This is the nature of markets and the law of supply and demand.  It doesn't take a 50% increase in demand to cause a 50% increase in prices or a 50% decrease in demand to cause prices to drop by 50%.  Rather, small changes in supply and demand can cause huge swings in market prices.

Again, the larger and more prestigious schools will be able to weather this storm very easily. They have large endowments which will allow them to survive even if they should end up losing money which they probably won't.  Because they are larger schools with good reputations and have multiple disciplines, they will continue to attract students, although they may have to sharpen their pencils to reduce tuition somewhat.

The real concern will be for small, thinly-endowed liberal arts schools.  We saw this with the near-implosion of my late sister's Alma Mater, Sweet Briar.   The school was rescued at the last minute by generous alumni donations (where were they in the years' prior?).  The perceived value of a liberal arts education has declined in this country, as there a lot of people with degrees in this area who are not finding jobs to justify the cost of the education.  Moreover, these small schools often have staggeringly high tuition rates. The combined effect is that the value proposition is lacking for the incoming student.

Lacking large endowments, the smaller schools cannot afford to cut tuition drastically in order to fill seats. They would have to cut expenses by reducing salaries for professors and staff as well as overhead.  Unfortunately, many schools are saddled with aging infrastructure which requires an awful lot of upkeep.  Alumni are more than happy to donate money for a new building with their name on it.  No one wants to donate money for the general fund or to repair the roof on somebody else's building.

Employees unions are often another part of the problem.  It may seem like a trivial expense, but your average college, even a small private college, has an army of maintenance people and various other support staff, many of which are often unionized.  Between the high salaries and benefits as well as restrictive work rules, the cost of non-professional labor can be staggering.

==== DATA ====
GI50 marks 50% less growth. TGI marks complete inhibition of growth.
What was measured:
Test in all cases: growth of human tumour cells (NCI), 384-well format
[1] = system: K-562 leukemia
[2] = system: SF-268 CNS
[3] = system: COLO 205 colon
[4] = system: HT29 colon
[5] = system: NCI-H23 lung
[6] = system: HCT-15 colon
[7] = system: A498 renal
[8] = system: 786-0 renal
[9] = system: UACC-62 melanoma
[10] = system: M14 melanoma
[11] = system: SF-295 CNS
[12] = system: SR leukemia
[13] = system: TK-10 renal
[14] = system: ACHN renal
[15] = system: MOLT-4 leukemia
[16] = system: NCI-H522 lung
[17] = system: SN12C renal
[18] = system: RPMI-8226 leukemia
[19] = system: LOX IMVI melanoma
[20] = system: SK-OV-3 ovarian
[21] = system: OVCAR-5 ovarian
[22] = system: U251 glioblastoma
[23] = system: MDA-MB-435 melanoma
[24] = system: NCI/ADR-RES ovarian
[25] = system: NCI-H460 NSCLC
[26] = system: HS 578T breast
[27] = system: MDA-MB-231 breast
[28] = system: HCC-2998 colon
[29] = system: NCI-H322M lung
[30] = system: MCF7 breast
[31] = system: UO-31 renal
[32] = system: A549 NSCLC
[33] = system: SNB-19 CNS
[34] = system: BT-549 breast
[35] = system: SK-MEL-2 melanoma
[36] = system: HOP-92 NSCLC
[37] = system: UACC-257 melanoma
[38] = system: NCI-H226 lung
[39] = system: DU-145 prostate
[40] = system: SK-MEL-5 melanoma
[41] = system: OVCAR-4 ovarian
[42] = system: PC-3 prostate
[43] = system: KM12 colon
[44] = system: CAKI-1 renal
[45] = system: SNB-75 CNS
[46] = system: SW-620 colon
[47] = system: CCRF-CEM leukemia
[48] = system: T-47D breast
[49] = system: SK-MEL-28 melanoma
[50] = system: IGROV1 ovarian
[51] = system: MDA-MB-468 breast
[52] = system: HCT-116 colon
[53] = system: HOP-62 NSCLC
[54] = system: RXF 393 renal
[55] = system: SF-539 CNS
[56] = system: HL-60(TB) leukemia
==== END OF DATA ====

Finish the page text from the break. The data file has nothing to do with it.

According to the Atlantic article, last year was the worst year on record for bankruptcies of colleges and universities.  Leading the way, fortunately, are the for-profit colleges which were never really "real" colleges in the first place in that they often provided a substandard education at a very high price.  No one is sorry to see them go.

The decline in more traditional colleges is much smaller, but nevertheless real.   And even for colleges that are not closing their doors, there are struggles to stay alive.  The Sweetbriar example illustrates how a college can wind down to nothing, if actions are not taken to increase the endowment, enrollment, and keep the curriculum current.   It also illustrates how a college can drop into a death spiral, as students and professors flee if they feel the college won't be in business for very long.   The resuscitation of Sweet Briar is nothing short of a miracle.  However it will be interesting to see whether they can sustain it for the long haul.

Other small schools are aligning with larger ones, in strategic alliances to share resources and also to bask in the halo of a larger institution.  For example, tiny Wells college in Aurora, New York, has a cross-enrollment agreement with Cornell University and Ithaca College, and is considered Cornell University's sister school.  This allows a small school to offer a broader array of courses, and also allow students the halo effect of the larger institution on their resume.

Will we see more bankruptcies in the future?  Perhaps.  One way many schools have been able to put "butts in the seats" - at full tuition, no less - was through foreign students.  Sadly, the current administration, with its xenophobic policies, is making it harder to attract foreign students, particularly from the middle-east.   I suspect that a few smaller colleges will merge or close in the coming years, as the pool of available students declines and as more and more students look for a "brand-name" education to enhance their resume.

When the Market Gets Emotional

Cutting the amount of nicotine in cigarettes increases consumption, not lowers it.


A reader writes that they bought stock in Altria (MO) the US branch of the old Phillip Morris company, after the FDA announced they were going to "regulate" the amount of nicotine in cigarettes.   The reader opined that the market was over-reacting - indeed even reacting to news, when it should be looking at fundamentals.

Take this "smart investor" from the "seeking Alpha" site, who sold out on the FDA news, who thinks the stock is "overvalued."  By the way, the "seeking Alpha" people tend to be the types who want to "beat the market" and usually end up getting beaten, or at the very least, not doing as well as the DJIA.  I find that site less than useful.

But let's look at this rationally, not emotionally.   And I am sure that many folks would not touch MO stock due to "moral" concerns - that smoking kills people and whatnot.   And if you want to invest with your conscious, so be it.  And maybe that is why the company's stock is so undervalued as a result.